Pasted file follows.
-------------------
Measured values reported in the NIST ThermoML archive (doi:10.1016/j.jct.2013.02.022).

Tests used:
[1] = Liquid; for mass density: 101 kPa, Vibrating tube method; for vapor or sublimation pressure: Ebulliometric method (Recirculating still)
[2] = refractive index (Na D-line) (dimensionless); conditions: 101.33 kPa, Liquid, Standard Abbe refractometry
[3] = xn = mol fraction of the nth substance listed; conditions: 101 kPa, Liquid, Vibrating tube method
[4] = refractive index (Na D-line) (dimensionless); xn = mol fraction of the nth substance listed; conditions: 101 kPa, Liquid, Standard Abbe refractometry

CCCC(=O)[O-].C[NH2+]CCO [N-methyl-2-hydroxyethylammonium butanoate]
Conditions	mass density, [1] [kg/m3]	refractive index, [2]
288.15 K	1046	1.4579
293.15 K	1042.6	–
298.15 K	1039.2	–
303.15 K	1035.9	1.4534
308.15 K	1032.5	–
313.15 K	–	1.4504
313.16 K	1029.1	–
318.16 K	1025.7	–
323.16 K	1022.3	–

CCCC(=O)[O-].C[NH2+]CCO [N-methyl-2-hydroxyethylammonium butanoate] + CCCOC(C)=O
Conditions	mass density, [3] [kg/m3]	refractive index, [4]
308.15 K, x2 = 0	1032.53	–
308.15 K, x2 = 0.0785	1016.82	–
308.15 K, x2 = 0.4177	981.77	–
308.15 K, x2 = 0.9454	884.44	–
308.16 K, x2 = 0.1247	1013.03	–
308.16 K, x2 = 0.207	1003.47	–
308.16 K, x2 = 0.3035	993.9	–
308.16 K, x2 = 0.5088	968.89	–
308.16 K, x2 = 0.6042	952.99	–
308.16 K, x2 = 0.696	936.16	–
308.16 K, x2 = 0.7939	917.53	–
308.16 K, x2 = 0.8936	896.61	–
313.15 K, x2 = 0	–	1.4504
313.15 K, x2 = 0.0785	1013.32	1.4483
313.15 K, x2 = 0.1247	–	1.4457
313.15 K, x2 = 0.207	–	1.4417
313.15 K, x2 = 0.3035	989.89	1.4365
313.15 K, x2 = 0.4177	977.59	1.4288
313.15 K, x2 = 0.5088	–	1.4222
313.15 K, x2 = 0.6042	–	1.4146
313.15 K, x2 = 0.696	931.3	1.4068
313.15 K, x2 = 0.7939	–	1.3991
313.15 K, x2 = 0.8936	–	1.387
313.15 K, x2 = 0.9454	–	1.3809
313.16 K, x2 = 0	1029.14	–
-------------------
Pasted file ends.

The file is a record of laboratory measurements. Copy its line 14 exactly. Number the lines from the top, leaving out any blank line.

313.15 K	–	1.4504